Saturday, September 10, 2011

Gilda's Club


I attended my initial New Member Meeting at Gilda's Club on Saturday. And I was pretty nervous about it. I entered through the Iconic Red Door and was directed to a holding room where 5 women were waiting for the same meeting I was. The facilitator moved us into a larger room and we handed in the paperwork we were given to complete. We went around the room, giving our name what brought us to the Club. I felt a little guilty that I was the only in in attendance who wasn't currently living with cancer, but she reassured me that there were plenty of services that would apply to me. As I looked around at all of them, I just thought how brave they were to facing what they're facing and smart enough to come a safe haven like Gilda's to get support.

After we were told about all the services they offered their members (all of them cost members nothing), she took us on a tour of the four floor facility. It was quite lovely and they clearly put a lot of thought and experience into the design. The vibe there is very calm and very warm. After that we made our appointments for our one-on-one customized membership plan, to determine which services would serve us the best. Mine in Monday at 5:30. In the meeting I'll be placed into the appropriate group or groups I want to join and give a twelve week commitment to attend. I'm kind of excited about it. Looking forward to it--even.

The experience certainly put me in a good emotional place for the rest of the weekend--a big contract from last weekend. I think it feels good when you are actively taking steps to address grief.

Thanks, Ms. Randor!

Thursday, September 8, 2011

Visiting Old Friends--the Good, the Sad and the Memories

Last week I decided to bake some cupcakes and take them to the staff at Creticos Cancer Center, where Ken received his treatments and we were constantly as dazzled by the tenderness and humor we found there as they were by Ken's positive attitude and undeterred sprit. I hadn't seen any of them since I was there with Ken and his folks for a social visit in April. I'd been there to see my therapist once since he died, but wasn't up for a round robin of visiting everyone. I'd planned on going before, but this time I was somehow more "ready".

The cupcakes I made from scratch were ones I'd taken there before. I remember the first time was a celebration for Ken's "initial" (and at the time "only") chemotherapy treatment. It had been hard on him, and I definitely wanted to celebrate the achievement with those who knew that best and who lovingly treated his body and his spirit. I brought them again once or twice more for fun. Ken and the staff alike loved them. And I always love making them. They're homemade Hostess cupcakes, and they're amazing--and always will be to me. Click the picture below for the recipe.


I saw most everyone I'd hoped to see, though a few people weren't there, and on our last social visit in April we'd learned his wonderful oncologist had accepted a position in the suburbs. As wonderful as it was to see all the faces I saw, I think anyone who knew Ken or had been with him on a visit knew his one great love at Creticos was Blanca, an angelic soul who works in the Infusion room, administering chemotherapy. She wasn't there when I first arrived, but after I made some more rounds she'd returned and I got to see her. It was truly wonderful. She always has a smile on her face, love in her voice and a positive attitude. I think in many ways she and Ken were kindred spirits. I was always happy to take a back seat to her and Ken's dynamic duo when we were there.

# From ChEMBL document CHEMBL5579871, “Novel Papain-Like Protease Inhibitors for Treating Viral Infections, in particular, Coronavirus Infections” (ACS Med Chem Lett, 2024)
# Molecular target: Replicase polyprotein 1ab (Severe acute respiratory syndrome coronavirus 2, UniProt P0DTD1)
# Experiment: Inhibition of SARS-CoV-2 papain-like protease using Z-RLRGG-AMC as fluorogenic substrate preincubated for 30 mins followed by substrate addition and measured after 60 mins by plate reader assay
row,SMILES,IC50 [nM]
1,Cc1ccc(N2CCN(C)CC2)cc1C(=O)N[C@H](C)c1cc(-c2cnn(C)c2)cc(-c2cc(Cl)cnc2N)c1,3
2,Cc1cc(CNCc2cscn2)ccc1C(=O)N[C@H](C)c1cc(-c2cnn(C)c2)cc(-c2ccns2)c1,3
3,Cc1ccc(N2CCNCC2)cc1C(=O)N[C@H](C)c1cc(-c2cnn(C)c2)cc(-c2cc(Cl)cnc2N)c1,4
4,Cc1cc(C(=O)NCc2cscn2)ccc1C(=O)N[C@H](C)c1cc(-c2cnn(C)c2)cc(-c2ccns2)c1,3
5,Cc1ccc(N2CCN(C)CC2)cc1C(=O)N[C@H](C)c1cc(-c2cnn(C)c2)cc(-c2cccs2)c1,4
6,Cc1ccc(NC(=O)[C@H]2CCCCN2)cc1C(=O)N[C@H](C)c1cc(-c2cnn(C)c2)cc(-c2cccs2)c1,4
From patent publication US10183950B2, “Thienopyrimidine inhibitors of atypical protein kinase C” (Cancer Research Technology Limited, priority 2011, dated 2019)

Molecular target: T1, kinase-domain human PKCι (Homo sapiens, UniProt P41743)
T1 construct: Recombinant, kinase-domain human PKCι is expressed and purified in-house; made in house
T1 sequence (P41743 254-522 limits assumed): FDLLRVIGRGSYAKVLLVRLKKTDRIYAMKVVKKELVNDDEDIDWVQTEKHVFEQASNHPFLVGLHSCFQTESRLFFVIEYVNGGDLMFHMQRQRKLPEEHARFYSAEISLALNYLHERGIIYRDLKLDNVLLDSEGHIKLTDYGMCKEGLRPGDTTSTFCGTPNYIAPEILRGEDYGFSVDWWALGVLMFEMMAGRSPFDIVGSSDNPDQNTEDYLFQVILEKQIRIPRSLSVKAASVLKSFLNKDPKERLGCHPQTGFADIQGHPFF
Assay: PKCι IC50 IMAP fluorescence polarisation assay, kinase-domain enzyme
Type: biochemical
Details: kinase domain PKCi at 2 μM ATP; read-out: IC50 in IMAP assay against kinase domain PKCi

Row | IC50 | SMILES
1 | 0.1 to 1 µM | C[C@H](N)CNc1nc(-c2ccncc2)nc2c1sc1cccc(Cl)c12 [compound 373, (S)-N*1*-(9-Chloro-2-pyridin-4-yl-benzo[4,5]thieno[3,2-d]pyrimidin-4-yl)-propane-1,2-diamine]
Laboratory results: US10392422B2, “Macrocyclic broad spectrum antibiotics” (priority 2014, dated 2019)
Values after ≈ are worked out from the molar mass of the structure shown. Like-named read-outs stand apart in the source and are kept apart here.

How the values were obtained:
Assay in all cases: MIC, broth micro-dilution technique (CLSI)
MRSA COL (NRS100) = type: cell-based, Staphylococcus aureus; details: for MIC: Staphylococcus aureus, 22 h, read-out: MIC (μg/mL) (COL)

I was surprised how I wasn't nervous to see everyone, and that I didn't get emotional while there--although that did take some effort on a few occasions. It was great seeing everyone, but it was odd being there alone--not even being able to go home to tell Ken of my visit. Even odder. But it felt good, and like a step in the right direction. After spending some time visiting and delivering my home baked goodies, I headed home. As I walked to my car I felt a great sense of relief--and accomplishment.

But shortly afterward I began feeling a little "off". It was like my axis got bent, throwing off my very rotation. It was basic, but hard to pinpoint. It was some kind of emotional backlash. I should have expected it, but I didn't. It felt like my grief was rabbit hole and I was tumbling ass over feet. It pushed my missing him into hyperdrive and sent it into orbit. I pulled out some of his writings and looked at photos. "Stop torturing yourself, Ronald," I muttered out loud more than once. But even as I caught myself with a tentative grip from continuing my fall, I'd pry my own fingers off. My emotional compass was whacked. I felt lost.

In going through some things I found a percolator our friend Kathy had given to him for us to use when we went camping, I was slammed with the realization "I'll never go camping with him again." Something I suppose that should have been obvious. But it wasn't. In some ways, it was like losing him all over again. Losing him in general was one thing, but there were so many specifics I hadn't considered. I was missing him so much, the hurt and the anger were palpable. When I thought back to last summer--after everything he'd gone through, we were supposed to be able to go camping or traveling--with his new prosthetic.

I'm learning how precarious and layered grief can be.

I started reading some of his writings later that day. I guess I was looking for something he's written for me. Or just something that will connect me to him. He is here everywhere in our apartment--that he and Kathy picked out prior to our moving back here from LA.